Two of the nation’s largest university systems say they intend to require COVID-19 vaccinations for all students, faculty and staff on University of California and California State University campuses this fall.
Several U.S. colleges and universities hoping to get back to normal campus life after months of online learning also have said they plan to make the vaccination mandatory. But Thursday’s joint announcement from the 10-campus University of California and the 23-campus California State University is the largest of its kind in American higher education.
The CSU system in the nation’s biggest four-year college system, with about 485,000 students and tens of thousands of staff, while the UC system has more than 280,000 students.
“Together, the CSU and UC enroll and employ more than one million students and employees across 33 major university campuses, so this is the most comprehensive and consequential university plan for COVID-19 vaccines in the country,” CSU Chancellor Joseph I. Castro said in the statement.
Stanford University also announced a mandate Thursday for all of its 19,000 students to be vaccinated when classes start in the fall. At the private school, students who have an approved vaccination exemption for medical or religious reasons will be required to undergo regular COVID-19 testing.
The two public university systems would allow for similar exemptions.
The U.S. Food and Drug Administration has allowed emergency use of the Pfizer and Moderna vaccines, with health experts expecting formal approval of at least one of the shots by the fall. The Johnson & Johnson vaccine is on pause due to concerns about blood clots.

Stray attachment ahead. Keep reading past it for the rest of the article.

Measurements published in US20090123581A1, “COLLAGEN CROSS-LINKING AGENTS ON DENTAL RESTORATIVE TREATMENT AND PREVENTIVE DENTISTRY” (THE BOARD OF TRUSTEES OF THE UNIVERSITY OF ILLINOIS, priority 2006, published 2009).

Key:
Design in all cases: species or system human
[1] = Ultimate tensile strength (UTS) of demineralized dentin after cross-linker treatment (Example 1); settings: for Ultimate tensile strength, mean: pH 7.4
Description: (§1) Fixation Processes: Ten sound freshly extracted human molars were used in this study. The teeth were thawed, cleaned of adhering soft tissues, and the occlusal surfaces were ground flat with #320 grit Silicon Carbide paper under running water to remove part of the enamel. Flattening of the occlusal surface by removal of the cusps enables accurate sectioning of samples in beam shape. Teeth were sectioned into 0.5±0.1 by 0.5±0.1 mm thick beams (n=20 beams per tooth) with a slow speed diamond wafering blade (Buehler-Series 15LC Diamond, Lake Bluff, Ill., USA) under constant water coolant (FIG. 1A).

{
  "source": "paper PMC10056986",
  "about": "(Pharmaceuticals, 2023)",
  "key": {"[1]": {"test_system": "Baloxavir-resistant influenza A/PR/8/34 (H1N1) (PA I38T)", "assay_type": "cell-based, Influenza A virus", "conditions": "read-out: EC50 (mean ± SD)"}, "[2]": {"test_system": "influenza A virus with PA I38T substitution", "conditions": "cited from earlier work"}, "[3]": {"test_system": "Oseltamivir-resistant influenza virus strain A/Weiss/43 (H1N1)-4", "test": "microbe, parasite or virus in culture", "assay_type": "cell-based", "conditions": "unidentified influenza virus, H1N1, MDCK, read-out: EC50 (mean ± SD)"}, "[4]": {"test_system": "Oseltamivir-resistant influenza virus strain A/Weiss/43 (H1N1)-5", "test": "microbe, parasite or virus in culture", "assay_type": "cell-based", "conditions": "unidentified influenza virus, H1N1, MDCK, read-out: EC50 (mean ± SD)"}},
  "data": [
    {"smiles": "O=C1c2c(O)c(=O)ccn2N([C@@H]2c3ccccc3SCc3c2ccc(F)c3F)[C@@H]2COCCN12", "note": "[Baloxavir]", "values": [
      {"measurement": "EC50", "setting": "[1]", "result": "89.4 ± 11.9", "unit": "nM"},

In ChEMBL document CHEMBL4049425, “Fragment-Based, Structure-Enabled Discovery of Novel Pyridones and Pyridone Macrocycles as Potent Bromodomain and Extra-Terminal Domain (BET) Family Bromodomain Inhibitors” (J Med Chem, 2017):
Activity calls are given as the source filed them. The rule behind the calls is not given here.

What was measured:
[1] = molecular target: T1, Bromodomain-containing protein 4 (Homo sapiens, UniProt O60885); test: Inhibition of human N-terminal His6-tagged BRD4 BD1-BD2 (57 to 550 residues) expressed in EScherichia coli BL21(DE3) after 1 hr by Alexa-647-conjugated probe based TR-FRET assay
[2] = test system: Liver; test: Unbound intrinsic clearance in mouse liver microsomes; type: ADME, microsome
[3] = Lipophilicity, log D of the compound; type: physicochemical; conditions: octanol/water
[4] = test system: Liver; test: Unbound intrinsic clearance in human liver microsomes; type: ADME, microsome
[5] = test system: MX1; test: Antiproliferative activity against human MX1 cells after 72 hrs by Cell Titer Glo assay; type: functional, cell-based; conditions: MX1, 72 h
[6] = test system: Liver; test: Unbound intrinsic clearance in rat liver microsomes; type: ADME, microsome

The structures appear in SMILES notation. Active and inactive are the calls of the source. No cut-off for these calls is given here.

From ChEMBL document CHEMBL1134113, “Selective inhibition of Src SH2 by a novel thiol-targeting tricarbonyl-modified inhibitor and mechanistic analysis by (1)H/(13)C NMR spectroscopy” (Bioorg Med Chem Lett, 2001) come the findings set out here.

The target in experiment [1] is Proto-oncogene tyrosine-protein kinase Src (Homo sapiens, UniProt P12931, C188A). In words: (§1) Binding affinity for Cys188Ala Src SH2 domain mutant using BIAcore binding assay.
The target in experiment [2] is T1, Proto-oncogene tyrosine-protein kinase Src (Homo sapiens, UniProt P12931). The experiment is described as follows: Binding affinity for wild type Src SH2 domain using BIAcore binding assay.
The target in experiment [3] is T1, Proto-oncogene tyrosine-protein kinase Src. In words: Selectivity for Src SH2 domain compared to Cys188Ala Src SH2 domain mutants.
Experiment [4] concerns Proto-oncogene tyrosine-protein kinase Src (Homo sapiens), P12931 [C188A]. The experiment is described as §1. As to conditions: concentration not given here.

CSU spokeswoman Toni Molle said the timing of a formal mandate will depend on when the FDA gives full authorization to one or more of the vaccines and also on discussions with labor unions. It could come before or after classes start.
“We are announcing now so that students and employees have time to receive a vaccination” by fall, when the proposed policy would take effect, she said.
The two systems have said they expect the majority of instruction and activities in fall 2021 to be in-person.
“The planned COVID-19 vaccine requirement will further enable the campuses to be repopulated,” the statement said.
The University of California said in a separate statement that it will be requiring students planning to be on its campuses in the fall to update their immunization documentation to show they received a COVID-19 vaccination or have a medical exemption.
Students or staff who fail to comply with the mandate “will be barred from in-person access” to campus programs and facilities, including campus housing, the system said.
Across the country, colleges are weighing how far they should go to ensure students get vaccinated.
Universities including Rutgers, Brown, Cornell and Northeastern recently told students they must get vaccinated before returning to campus next fall. They hope to achieve herd immunity on campus, which they say would allow them to loosen spacing restrictions in classrooms and dorms.
But some colleges are leaving the decision to students, and others believe they can’t legally require vaccinations. At Virginia Tech, officials determined that they can’t because the FDA has only allowed the emergency use of the vaccines.
Many schools have launched vaccination blitzes to get students immunized before they leave for the summer.
Northeastern and other colleges requiring shots believe they’re on solid legal ground. It’s not unusual for colleges to require students to be vaccinated for other types of diseases, and a California court last year upheld a flu shot requirement at the University of California system.
Associated Press reporter Collin Binkley contributed to this report.